Enough about my NBA allegiances. As I got older, I followed college basketball with increasing interest, and my love for the college game intensified when I became the play-by-play voice of St. John's men's basketball back in 2007 upon my introduction to the irreplaceable part of my life that is WSJU Radio. Since then, the amount of NBA-related programming I watch has dropped exponentially; while my affiliation with the college game has transitioned from fan to media member, sometimes a little bit of both.

Today, (and for the last several weeks following the Lakers' latest NBA championship) the world has been fixated on the conclusion of what will go down in history as the biggest offseason and free agent class in NBA history, paced by two-time reigning Most Valuable Player LeBron James. Reports conflict with each passing second regarding James' destination; with Cleveland, New York and Miami perceived to be the three finalists, each with a different logical explanation. It is this "As The World Turns" saga that proves just how much better the college game is when compared to the pros, and I'll tell you why by giving the same arguments I use when defending my belief that college football is better than its NFL counterpart.

For starters, college basketball doesn't have anywhere near as much speculation as NBA free agency. Yes, recruits often change verbal commitments faster than we change the channel; and some may even do so at the last minute. (See Terrence Jones spurning Washington at the 11th hour to sign with Kentucky) The media frenzy surrounding recruits also pales in comparison to NBA offseason coverage, and as a member of the college basketball media, I can tell you personally that ESPN (or any other network for that matter) doesn't dispatch reporters to Chapel Hill and Durham if the number one recruit in the country narrows his choices to North Carolina and Duke. I'm not going to say anything about the kid making the decision on national TV, because that has been done many times in the past; including Brandon Knight signing with Kentucky, as well as Matt Leinart and Sam Bradford announcing their decisions to stay in school after each had won the Heisman Trophy.

Second, the college game allows you to root openly for a team, whereas a great deal of professional sports fans simply pull for a team for the mere fact that one of the best players in the league calls that club his employer. I may be guilty of rooting for the Miami Dolphins because of Dan Marino; but to explain the college game, I'll paraphrase a line from my good friend Joe Benigno of WFAN: "The players may change, the coaches may change, but the school remains the same." I've been a Carolina and Michigan State fan since the mid-1990s, and a St. John's fan since 1991, when I watched Lou Carnesecca coach a team led by the late Malik Sealy; a team that enabled me to reconnect with my youth once I started going to school there and calling their games on a regular basis. You really can't jump on the bandwagon in college unless you're new to the game, and the best part of rooting for schools is that you can follow every departed player in his professional career.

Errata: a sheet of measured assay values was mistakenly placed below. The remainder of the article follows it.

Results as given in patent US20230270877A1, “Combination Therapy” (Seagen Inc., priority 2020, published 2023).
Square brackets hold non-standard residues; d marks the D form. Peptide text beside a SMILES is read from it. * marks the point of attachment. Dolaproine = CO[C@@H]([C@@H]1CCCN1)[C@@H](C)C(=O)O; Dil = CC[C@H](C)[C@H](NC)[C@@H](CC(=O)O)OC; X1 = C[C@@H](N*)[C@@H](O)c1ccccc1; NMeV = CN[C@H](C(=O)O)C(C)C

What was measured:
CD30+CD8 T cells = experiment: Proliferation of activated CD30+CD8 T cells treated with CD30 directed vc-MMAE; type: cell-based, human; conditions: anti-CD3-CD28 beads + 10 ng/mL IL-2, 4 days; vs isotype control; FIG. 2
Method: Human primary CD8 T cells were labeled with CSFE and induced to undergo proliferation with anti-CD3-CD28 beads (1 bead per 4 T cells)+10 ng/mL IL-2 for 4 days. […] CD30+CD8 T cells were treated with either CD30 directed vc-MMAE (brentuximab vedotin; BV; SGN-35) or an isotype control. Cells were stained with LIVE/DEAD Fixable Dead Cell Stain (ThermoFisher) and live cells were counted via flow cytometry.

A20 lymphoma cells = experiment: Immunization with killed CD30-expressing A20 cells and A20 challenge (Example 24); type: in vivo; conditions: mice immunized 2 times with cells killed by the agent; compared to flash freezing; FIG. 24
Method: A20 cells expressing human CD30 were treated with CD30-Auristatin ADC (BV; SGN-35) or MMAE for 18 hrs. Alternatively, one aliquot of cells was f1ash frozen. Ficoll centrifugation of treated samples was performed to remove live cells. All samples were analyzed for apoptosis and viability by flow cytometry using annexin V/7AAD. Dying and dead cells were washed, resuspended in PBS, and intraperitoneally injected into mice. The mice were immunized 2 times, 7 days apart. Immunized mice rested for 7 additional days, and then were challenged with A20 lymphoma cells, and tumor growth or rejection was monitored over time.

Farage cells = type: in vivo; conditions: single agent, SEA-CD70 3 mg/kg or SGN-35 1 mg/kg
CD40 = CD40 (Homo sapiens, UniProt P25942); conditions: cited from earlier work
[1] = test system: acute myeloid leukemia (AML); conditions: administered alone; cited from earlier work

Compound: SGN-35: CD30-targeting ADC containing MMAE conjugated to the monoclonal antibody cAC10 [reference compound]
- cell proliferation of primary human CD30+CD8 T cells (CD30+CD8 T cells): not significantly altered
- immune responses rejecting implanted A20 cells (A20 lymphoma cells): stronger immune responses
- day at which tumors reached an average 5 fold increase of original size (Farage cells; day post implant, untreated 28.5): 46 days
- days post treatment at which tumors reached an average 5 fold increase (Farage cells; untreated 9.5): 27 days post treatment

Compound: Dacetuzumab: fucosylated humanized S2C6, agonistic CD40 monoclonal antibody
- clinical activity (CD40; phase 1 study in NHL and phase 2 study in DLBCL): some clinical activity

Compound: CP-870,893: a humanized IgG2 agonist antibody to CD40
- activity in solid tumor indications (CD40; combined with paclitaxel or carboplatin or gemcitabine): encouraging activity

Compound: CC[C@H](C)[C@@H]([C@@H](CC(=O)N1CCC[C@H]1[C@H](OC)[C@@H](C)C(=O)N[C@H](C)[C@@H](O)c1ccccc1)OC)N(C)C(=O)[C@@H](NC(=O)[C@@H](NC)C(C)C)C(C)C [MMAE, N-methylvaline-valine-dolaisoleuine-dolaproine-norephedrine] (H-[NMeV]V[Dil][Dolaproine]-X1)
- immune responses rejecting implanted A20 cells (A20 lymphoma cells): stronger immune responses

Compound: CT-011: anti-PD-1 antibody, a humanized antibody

Next, (and I'm sure I'll attract some comments on this one) there is no allure of contracts or guaranteed money in the college game. I learned at a young age that "greed is the downfall of man," and my mother always told me not to take a turn in that direction. As I currently write this, I am seeing a number of LeBron-related stories in newspapers, on web sites, Twitter, and just about every sports network my cable box can handle; and I can't help but think that greed really is the downfall of man, especially after seeing how many big-money contracts across all of the four major sports have not panned out. Hopefully LeBron doesn't suffer that fate, since he truly is one of the best players in the game today, but who's to say this drawn-out process won't affect him going forward? You don't have to worry about that in the college game. Yes, players are younger, and as such, need to be further developed; but John Wall didn't have to worry about endorsement deals or signing a contract after he gave John Calipari his verbal to Kentucky. In other words, the kids these players truly are get to live their lives while simultaneously enjoying the remainder of their childhood.